Book Review: Little Black Spots by John F.D. Taff | More2Read
 

Little Black Spots by John F.D. Taff


First he gave us LITTLE DEATHS: THE DEFINITIVE EDITION. Then he unleashed his unique brand of pain in THE END IN ALL BEGINNINGS.

Now Bram Stoker Award-nominated John F.D. Taff – modern horror’s King of Pain – returns with LITTLE BLACK SPOTS. Sixteen stories of dark horror fiction gathered together for the first time, exposing the delicate blemishes and sinister blots that tarnish the human condition.

— A man stumbles on a cult that glorifies spontaneous human combustion…
— A disgraced nature photographer applies his skills for a vile outcome…
— A darkened city parking structure becomes dangerously and malevolently alive…
— An innocent Halloween costume has a husband seeing his wife in a disturbing new light…
— A ruined man sees far too much of himself in his broken family…
— A young boy finds a mysterious bottle of liquid containing a deadly secret…
— And so much more.

Little Black Spots is a beacon shining its light into some of life’s most shadowy corners, revealing the dark stains that spatter all mankind.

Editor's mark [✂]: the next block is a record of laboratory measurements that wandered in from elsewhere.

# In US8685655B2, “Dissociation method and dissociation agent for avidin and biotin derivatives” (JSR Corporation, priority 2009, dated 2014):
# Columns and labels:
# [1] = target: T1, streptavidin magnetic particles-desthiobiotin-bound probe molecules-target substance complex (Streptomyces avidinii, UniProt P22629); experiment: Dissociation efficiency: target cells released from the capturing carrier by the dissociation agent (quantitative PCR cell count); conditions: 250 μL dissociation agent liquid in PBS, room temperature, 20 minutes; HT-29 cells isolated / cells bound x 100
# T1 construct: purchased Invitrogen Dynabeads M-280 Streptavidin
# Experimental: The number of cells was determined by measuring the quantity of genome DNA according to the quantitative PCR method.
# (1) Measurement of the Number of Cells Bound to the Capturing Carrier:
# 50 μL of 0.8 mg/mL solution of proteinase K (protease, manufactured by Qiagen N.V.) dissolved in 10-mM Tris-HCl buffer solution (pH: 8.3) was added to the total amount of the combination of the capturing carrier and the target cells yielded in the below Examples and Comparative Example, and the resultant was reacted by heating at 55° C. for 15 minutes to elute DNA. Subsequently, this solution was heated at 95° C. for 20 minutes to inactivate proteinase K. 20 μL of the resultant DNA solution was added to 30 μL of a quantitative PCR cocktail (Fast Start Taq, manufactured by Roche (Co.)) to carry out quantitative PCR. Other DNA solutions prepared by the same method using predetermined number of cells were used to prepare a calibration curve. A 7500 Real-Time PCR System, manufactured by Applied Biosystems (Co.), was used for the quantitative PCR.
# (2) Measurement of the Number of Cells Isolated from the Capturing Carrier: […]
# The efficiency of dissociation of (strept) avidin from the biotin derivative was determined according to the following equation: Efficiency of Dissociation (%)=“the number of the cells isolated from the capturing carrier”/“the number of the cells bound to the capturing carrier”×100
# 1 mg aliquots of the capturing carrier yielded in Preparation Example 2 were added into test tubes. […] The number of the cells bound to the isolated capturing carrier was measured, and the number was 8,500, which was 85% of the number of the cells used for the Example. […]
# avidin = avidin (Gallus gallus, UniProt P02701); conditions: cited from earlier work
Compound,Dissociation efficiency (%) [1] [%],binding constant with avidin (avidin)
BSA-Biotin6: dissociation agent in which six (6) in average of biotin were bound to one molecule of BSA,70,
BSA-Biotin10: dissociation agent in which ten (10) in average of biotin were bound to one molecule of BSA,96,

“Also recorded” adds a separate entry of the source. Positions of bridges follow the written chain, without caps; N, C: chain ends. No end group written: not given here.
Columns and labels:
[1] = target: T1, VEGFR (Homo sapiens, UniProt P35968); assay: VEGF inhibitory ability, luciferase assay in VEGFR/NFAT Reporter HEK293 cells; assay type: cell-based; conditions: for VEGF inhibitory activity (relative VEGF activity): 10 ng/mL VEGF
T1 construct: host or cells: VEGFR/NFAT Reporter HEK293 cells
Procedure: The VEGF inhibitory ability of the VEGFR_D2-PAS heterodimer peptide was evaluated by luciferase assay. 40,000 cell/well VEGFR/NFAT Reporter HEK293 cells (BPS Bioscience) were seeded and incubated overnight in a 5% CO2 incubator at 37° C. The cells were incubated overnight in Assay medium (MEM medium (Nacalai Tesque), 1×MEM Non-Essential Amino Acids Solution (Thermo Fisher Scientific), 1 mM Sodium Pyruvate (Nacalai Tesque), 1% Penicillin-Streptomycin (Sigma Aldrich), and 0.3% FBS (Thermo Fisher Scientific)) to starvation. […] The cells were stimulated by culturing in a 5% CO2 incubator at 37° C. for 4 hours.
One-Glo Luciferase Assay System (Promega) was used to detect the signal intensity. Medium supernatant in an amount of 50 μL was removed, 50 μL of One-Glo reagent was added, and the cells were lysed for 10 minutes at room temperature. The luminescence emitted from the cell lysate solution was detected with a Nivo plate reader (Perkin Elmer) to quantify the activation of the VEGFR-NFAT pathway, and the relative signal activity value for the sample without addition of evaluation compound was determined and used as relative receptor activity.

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Praise for John F.D. Taff:

“Of the current breed of authors riding the wave of digital liberation, John Taff is a standout talent. Literary, affecting, chilling, and indicative of that old-school mentality meets new-school daring.”
– Kealan Patrick Burke, Bram Stoker Award®-winning author of The Turtle Boy, Kin and Jack & Jill

“John F. D. Taff has rapidly become one of my favorite writers in the horror genre. His horror is grounded in our day-to-day lives, in our families, our work, our most private thoughts. His stories vibrate with emotion and life and his prose is cathartic, deeply satisfying, like popping the bubbles in bubble wrap.”
– Ray Garton, Grand Master of Horror and author of Live Girls and Ravenous


Review:

Vivid telling within. A promising horror writer. Visceral senses, anticipation, mystery and macabre.
Myriad cast of characters with short snippets of lives in macabre situations, leaving plenty to play out in the reader’s mind.
Best read in daylight for fragile reader, nighttime for the constant reader of dark tales.




Reviewed by Lou Pendergrast on 05 February 2019